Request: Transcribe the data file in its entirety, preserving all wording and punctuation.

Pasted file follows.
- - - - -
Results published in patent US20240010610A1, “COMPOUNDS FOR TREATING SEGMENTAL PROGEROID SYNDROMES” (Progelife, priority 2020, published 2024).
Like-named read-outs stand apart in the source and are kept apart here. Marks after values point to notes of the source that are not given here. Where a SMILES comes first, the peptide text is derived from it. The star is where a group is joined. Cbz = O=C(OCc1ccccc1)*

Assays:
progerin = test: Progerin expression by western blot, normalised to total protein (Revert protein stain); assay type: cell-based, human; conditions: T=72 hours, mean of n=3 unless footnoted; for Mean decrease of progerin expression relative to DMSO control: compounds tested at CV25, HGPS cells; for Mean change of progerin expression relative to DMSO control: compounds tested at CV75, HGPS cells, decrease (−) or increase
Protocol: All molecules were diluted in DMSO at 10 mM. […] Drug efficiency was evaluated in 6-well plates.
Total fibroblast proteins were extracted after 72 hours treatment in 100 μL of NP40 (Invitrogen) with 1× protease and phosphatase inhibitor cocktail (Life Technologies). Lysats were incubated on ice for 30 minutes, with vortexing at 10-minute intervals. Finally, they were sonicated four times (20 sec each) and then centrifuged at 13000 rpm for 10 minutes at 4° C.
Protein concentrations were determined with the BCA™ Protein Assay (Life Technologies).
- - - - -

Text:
Results published in patent US20240010610A1, “COMPOUNDS FOR TREATING SEGMENTAL PROGEROID SYNDROMES” (Progelife, priority 2020, published 2024).
Like-named read-outs stand apart in the source and are kept apart here. Marks after values point to notes of the source that are not given here. Where a SMILES comes first, the peptide text is derived from it. The star is where a group is joined. Cbz = O=C(OCc1ccccc1)*

Assays:
progerin = test: Progerin expression by western blot, normalised to total protein (Revert protein stain); assay type: cell-based, human; conditions: T=72 hours, mean of n=3 unless footnoted; for Mean decrease of progerin expression relative to DMSO control: compounds tested at CV25, HGPS cells; for Mean change of progerin expression relative to DMSO control: compounds tested at CV75, HGPS cells, decrease (−) or increase
Protocol: All molecules were diluted in DMSO at 10 mM. […] Drug efficiency was evaluated in 6-well plates.
Total fibroblast proteins were extracted after 72 hours treatment in 100 μL of NP40 (Invitrogen) with 1× protease and phosphatase inhibitor cocktail (Life Technologies). Lysats were incubated on ice for 30 minutes, with vortexing at 10-minute intervals. Finally, they were sonicated four times (20 sec each) and then centrifuged at 13000 rpm for 10 minutes at 4° C.
Protein concentrations were determined with the BCA™ Protein Assay (Life Technologies).